Mt. Hebron Celebrates Black History Month

By Audrey Parker

Commemorating Black History Month, Mt. Hebron staff and students decorate classroom doors with photos and facts about black figures. Initially acknowledged by historian Carter G. Woodson in 1926, Black History Month is annually celebrated throughout the United States during the month of February. 

Many schools kick off the month by speaking about important Black figures and events. Mt. Hebron has many things to showcase throughout the month.

Staff Ms. Harrington states, “Normally we celebrate black history month by giving out black facts through the PTA morning announcements each morning. We also put a lot of displays around the school.” 

Mt. Hebron also hosts trivia games about black history and has their own spirit week. During this time students can volunteer to decorate the school bulletin boards and doors with big events and people in black history.

One of the many Black History Month posters featured around Mt. Hebron halls

Along with taking a look at black icons throughout history, BHM is all about Black culture and representation. 

When asked about her thoughts on celebrating BHM, freshman Mariah Mobley stated, “There’s a lot of culture to celebrate, you get to experience the culture.”

Like culture, representation can be defined as seeing yourself in the media as well as feeling welcomed in your own community. Accurate media representation for the Black community has increased over the years, with TV shows like Black-Ish, The Fresh Prince of Bel-Air, That’s So Raven, and many more. These TV shows properly showcase Black Americans without being disrespectful to the culture.

Common Sense Media states, “Media representation is important to how kids build their perspectives on their own ethnic-racial group, as well as that of others. Exposure to negative representations can also negatively affect children’s future professional aspirations and undermine their sense of self.”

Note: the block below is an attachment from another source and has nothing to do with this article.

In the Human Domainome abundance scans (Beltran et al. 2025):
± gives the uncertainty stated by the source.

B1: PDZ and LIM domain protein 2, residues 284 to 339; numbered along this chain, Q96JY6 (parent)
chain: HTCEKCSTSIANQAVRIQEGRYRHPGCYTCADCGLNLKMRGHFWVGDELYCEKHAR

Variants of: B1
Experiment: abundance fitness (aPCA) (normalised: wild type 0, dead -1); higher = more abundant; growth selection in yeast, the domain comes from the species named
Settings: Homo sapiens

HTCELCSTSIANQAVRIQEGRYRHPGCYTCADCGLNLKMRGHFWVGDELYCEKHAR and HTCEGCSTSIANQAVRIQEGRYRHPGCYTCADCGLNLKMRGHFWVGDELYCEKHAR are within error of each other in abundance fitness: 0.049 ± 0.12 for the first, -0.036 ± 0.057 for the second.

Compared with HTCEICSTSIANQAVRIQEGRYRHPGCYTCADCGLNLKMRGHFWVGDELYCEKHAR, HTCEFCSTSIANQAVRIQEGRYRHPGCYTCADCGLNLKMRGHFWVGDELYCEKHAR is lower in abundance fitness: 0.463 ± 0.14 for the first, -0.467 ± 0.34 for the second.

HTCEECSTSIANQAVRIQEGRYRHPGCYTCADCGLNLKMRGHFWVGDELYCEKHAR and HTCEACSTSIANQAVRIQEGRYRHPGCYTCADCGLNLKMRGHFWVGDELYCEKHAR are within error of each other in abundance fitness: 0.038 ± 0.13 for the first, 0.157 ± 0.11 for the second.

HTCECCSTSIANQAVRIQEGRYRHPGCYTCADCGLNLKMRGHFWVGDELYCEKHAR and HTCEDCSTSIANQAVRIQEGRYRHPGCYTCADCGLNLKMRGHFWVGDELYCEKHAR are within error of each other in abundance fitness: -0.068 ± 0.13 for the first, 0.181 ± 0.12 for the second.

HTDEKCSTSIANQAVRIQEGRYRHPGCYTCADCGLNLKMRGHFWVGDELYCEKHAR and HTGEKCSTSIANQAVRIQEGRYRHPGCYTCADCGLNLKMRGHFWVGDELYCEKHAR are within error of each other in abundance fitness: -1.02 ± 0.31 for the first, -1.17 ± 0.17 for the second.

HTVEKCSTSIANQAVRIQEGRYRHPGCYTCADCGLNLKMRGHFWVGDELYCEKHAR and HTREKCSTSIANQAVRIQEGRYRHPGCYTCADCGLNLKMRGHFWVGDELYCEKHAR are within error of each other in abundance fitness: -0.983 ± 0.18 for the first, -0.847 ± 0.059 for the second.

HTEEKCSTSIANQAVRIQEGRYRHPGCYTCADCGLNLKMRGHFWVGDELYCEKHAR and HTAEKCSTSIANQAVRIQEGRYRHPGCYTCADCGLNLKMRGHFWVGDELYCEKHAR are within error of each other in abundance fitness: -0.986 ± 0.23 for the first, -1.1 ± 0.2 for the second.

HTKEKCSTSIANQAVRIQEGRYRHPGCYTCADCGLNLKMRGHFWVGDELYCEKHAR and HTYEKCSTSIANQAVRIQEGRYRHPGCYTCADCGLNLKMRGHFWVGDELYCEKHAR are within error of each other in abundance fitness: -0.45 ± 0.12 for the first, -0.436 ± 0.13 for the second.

Celebrating BHM is a way to recognize the struggles the Black community has faced and is still facing to this day. With the rise of social media, stories like George Floyd, Breanna Taylor, Lauren Smith-Fields as well as others have begun to shed light on topics like racial injustice and police brutality. 

“Black History month shouldn’t be the month where you say I should do something for African Americans and Black communities. It should be that one point in the year where you’re reviewing what you’ve been doing for the whole year. It’s not just one month, it’s the whole year,” sophomore Ryan Opara states.

Agreeing with Opara’s statement, Ms. Harrington states, “Black History Month is a reminder of this being American history. Sometimes people need to stop and think that Black History is not just one month, it’s pretty much every day because we contribute to history every day ever since we’ve been here.”

Since 1926 Americans have found many ways to honor it, from supporting Black owned businesses to reading literature written by black authors. Black History Month, like other heritage months, is an important part of American history. Whether a part of the culture, the history, or just celebrating it, Black History Month is a celebration for all to enjoy.

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